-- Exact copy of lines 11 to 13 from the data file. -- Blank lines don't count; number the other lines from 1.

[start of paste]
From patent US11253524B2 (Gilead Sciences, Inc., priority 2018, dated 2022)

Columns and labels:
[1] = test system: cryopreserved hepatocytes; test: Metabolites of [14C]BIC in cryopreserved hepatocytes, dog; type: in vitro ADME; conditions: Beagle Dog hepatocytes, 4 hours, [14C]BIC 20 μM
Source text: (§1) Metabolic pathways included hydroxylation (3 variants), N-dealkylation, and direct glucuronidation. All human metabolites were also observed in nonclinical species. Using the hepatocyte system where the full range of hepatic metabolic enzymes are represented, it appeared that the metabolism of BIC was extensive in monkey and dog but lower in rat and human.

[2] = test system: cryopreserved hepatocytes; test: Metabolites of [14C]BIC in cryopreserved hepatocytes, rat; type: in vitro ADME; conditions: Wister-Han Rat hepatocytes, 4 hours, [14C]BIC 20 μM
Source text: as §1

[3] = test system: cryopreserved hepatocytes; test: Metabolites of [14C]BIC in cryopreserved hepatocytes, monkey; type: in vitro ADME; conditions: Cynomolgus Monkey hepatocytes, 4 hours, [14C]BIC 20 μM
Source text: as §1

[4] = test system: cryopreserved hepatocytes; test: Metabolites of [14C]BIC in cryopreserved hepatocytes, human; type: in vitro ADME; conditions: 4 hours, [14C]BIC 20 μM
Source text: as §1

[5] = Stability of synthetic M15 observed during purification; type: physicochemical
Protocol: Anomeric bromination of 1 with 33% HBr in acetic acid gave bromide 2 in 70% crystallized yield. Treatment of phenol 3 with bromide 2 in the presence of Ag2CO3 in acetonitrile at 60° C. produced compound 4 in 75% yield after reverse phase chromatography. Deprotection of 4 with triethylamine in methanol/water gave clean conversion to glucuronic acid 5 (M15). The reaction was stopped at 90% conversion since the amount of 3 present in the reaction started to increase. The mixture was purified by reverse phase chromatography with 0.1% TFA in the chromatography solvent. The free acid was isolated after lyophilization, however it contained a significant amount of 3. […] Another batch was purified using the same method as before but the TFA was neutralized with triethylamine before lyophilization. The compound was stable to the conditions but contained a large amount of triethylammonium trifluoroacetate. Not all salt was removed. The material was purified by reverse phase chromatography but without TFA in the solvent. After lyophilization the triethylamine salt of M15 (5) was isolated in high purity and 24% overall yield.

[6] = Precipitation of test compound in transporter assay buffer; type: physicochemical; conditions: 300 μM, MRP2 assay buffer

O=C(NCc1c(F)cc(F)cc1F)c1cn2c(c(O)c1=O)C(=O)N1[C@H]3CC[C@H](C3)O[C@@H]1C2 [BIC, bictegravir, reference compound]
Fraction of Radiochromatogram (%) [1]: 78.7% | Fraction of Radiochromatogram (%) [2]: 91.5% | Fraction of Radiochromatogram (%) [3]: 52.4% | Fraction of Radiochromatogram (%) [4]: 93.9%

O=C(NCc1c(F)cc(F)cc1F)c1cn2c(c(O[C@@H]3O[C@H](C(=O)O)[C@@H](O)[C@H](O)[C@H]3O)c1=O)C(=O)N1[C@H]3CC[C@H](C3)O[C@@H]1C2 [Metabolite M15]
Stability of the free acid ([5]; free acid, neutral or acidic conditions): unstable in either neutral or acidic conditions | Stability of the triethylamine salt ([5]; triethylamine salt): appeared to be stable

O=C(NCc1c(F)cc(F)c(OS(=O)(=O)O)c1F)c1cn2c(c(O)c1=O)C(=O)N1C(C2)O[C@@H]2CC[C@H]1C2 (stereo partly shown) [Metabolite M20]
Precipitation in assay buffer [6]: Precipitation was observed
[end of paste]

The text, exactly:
[5] = Stability of synthetic M15 observed during purification; type: physicochemical
Protocol: Anomeric bromination of 1 with 33% HBr in acetic acid gave bromide 2 in 70% crystallized yield. Treatment of phenol 3 with bromide 2 in the presence of Ag2CO3 in acetonitrile at 60° C. produced compound 4 in 75% yield after reverse phase chromatography. Deprotection of 4 with triethylamine in methanol/water gave clean conversion to glucuronic acid 5 (M15). The reaction was stopped at 90% conversion since the amount of 3 present in the reaction started to increase. The mixture was purified by reverse phase chromatography with 0.1% TFA in the chromatography solvent. The free acid was isolated after lyophilization, however it contained a significant amount of 3. […] Another batch was purified using the same method as before but the TFA was neutralized with triethylamine before lyophilization. The compound was stable to the conditions but contained a large amount of triethylammonium trifluoroacetate. Not all salt was removed. The material was purified by reverse phase chromatography but without TFA in the solvent. After lyophilization the triethylamine salt of M15 (5) was isolated in high purity and 24% overall yield.

[6] = Precipitation of test compound in transporter assay buffer; type: physicochemical; conditions: 300 μM, MRP2 assay buffer